Medical Students Take Part in Exchange Program
By Laura Strickler, Staff Reporter
Thursday, 21 October 2010
TORONTO – The first two medical students to participate in an exchange between University of Toronto and the Technion – Israel Institute of Technology recently shared their experiences at a dinner celebrating the inauguration of the program.
Rana Halloumee of Israel and Daniel Pincus, a Toronto student, were the first participants in the CREMS (Comprehensive Research Experience for Medical Students) Program between Toronto and Israel. Halloumee spent her two months on exchange researching heart rate-dependent electrical remodelling. This was her first time in North America, and one of the first things she noticed about Toronto was its multiculturalism.
“I was very impressed to see how people [in Toronto] respect each other and treat each other well no matter what their nationality or homeland is,” the third-year medical student (equivalent to first year in Canada) said.
Pincus spent his three months in Israel researching hip fractures and bone imaging at Carmel Medical Center in Haifa. When asked about his experience on exchange, he said he would definitely recommend that others should participate.
“It’s good to get some really productive research done, and on the other hand, have an experience that is usually not offered to medical students in first and second year.
“I am humbled and privileged that I was able to participate,” he added.
The CREMS Program, established in 2005, allows first- and second-year medical students from the University of Toronto to participate in research-based exchanges at medical schools all over the world.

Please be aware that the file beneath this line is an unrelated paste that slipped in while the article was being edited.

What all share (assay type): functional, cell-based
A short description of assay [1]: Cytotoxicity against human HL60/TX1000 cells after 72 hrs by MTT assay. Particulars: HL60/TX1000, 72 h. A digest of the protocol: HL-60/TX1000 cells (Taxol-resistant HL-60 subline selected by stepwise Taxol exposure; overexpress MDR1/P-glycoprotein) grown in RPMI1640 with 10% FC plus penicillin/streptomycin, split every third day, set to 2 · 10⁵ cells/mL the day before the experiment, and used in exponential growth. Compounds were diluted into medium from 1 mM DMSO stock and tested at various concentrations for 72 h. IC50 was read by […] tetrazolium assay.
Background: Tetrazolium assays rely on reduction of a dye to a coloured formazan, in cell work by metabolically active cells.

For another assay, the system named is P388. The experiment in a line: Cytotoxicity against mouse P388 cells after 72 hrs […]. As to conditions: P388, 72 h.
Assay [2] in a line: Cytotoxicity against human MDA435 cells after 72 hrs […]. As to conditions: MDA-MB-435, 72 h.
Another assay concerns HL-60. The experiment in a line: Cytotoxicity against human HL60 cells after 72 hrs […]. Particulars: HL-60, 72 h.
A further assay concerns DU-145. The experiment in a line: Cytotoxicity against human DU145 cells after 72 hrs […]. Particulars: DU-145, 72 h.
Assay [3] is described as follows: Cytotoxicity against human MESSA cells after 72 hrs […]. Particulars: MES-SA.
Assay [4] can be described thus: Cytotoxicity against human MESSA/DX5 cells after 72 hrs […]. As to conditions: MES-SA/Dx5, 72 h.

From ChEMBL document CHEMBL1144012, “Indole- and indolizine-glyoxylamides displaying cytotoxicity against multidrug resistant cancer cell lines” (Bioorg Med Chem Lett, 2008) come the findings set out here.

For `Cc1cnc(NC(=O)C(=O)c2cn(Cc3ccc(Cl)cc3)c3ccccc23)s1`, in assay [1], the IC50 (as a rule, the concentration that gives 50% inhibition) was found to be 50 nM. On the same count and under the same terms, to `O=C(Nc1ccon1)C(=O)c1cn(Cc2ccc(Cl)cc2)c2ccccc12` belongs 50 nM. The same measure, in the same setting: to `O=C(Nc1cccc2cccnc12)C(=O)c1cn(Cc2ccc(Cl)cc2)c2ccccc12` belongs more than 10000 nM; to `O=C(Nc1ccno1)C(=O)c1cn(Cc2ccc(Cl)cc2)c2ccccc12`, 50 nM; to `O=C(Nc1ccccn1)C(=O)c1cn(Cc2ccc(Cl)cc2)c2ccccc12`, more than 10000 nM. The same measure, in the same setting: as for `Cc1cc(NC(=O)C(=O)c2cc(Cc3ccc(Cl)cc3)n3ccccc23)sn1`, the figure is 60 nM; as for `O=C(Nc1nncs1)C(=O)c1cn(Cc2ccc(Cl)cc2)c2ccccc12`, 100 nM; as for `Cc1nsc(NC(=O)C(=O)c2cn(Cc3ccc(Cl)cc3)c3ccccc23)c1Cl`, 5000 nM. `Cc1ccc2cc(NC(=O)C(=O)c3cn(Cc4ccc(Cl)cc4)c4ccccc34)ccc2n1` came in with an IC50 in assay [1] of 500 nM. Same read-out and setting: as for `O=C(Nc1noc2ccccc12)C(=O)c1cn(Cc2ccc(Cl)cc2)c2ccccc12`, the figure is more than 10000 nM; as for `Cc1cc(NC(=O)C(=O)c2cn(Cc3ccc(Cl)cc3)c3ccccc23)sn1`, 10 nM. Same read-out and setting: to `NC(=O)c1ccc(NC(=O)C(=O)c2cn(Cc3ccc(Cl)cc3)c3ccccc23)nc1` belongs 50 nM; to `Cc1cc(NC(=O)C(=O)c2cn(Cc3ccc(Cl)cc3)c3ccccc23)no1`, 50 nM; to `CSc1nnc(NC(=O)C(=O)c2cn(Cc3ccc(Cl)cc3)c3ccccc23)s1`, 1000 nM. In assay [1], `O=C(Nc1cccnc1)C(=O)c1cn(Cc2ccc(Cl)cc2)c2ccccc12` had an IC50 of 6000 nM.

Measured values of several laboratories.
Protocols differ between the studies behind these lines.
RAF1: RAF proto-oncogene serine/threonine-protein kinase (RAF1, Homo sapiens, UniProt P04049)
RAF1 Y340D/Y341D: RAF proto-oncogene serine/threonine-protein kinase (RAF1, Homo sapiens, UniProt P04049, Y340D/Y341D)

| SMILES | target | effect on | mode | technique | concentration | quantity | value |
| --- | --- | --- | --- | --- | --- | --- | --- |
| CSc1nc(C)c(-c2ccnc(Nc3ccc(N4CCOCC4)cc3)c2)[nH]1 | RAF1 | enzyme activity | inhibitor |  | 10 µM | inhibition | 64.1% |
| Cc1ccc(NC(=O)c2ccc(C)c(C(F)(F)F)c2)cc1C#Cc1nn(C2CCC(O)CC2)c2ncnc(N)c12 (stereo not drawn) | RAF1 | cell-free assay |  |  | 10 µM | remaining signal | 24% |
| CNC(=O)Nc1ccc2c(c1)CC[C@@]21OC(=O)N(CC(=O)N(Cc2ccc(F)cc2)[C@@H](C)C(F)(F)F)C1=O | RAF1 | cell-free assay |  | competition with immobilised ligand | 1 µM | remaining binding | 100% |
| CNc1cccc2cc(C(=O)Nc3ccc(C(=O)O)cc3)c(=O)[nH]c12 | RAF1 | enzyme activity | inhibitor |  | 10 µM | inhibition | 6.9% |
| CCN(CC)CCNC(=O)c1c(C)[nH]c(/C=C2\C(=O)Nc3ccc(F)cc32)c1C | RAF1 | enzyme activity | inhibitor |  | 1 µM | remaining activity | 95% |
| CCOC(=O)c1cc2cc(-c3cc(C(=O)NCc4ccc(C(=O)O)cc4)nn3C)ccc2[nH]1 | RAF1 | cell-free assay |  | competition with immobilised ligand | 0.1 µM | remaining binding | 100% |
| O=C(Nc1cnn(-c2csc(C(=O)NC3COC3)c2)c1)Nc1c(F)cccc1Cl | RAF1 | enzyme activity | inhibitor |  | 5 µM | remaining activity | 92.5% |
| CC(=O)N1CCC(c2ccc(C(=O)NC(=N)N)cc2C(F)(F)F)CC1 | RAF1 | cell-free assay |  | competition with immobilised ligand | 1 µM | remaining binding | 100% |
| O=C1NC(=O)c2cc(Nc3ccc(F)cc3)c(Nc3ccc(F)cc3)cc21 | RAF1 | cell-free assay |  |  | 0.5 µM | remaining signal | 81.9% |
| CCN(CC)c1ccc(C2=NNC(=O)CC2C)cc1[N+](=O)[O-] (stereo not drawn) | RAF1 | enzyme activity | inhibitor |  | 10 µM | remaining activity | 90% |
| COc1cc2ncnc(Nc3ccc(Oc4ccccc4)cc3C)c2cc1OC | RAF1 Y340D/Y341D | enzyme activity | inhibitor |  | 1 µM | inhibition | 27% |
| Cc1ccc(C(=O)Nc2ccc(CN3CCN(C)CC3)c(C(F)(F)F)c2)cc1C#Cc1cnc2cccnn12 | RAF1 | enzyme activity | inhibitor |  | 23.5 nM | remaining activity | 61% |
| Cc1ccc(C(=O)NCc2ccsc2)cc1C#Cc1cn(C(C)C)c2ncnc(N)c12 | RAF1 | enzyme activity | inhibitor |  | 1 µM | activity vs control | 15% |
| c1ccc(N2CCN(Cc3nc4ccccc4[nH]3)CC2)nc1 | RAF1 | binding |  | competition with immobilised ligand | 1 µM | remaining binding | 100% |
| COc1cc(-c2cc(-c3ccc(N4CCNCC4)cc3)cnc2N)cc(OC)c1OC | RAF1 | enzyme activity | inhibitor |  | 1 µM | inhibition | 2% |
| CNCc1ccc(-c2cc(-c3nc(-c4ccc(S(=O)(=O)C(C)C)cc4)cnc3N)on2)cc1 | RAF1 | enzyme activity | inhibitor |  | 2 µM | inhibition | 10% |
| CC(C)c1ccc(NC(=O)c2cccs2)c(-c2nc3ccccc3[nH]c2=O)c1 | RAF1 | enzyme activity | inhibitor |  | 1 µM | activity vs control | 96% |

The idea to start a Toronto-Israel exchange came from Dr. George Fantus, associate dean of research in the faculty of medicine at U of T. He was familiar with schools in Israel – his daughter went to medical school there, a nephew attended the Technion and his son spent some time at the Weizmann Institute of Science.
One of the largest hurdles, Fantus said, was getting money to fund the students. After approximately a year of negotiating, the Canadian Technion Society approached with a proposal to support the exchange program. Gary Goldberg, national president of the society, has been very supportive, he said. In all, it took about 2-1/2 years to get this exchange off the ground.
At the dinner, Judith Wolfson, vice-president of university relations, discussed the importance of students appreciating and being aware of the world beyond where they live.
“[There is a] huge interest in all students at all levels to ‘internationalize’ their experience and ensure a broader understanding of their field in the world,” Wolfson said.
Catharine Whiteside, dean of the U of T faculty of medicine, was excited by both the potential of the Israel branch of CREMS and that of the program in general.
“We’re very keen to partner with the best in the world, and this opportunity with Technion exemplifies that for us,” she said.
“It’s a great opportunity for our students to experience another institution in another country and learn about health and about medical sciences from a different perspective, but still have an experience that’s beyond just learning about science.
“These types of experiences have a lifetime impact on the students. I think we’ll probably see this program grow.”
For Fantus, the importance of the exchange program is threefold: it furthers medical research, creates global citizens and promotes peace in the world.
“It’s important for people everywhere to have different experiences and be exposed to different cultures,” he said.
“Only with common goals and understanding can we create a better life for everybody.”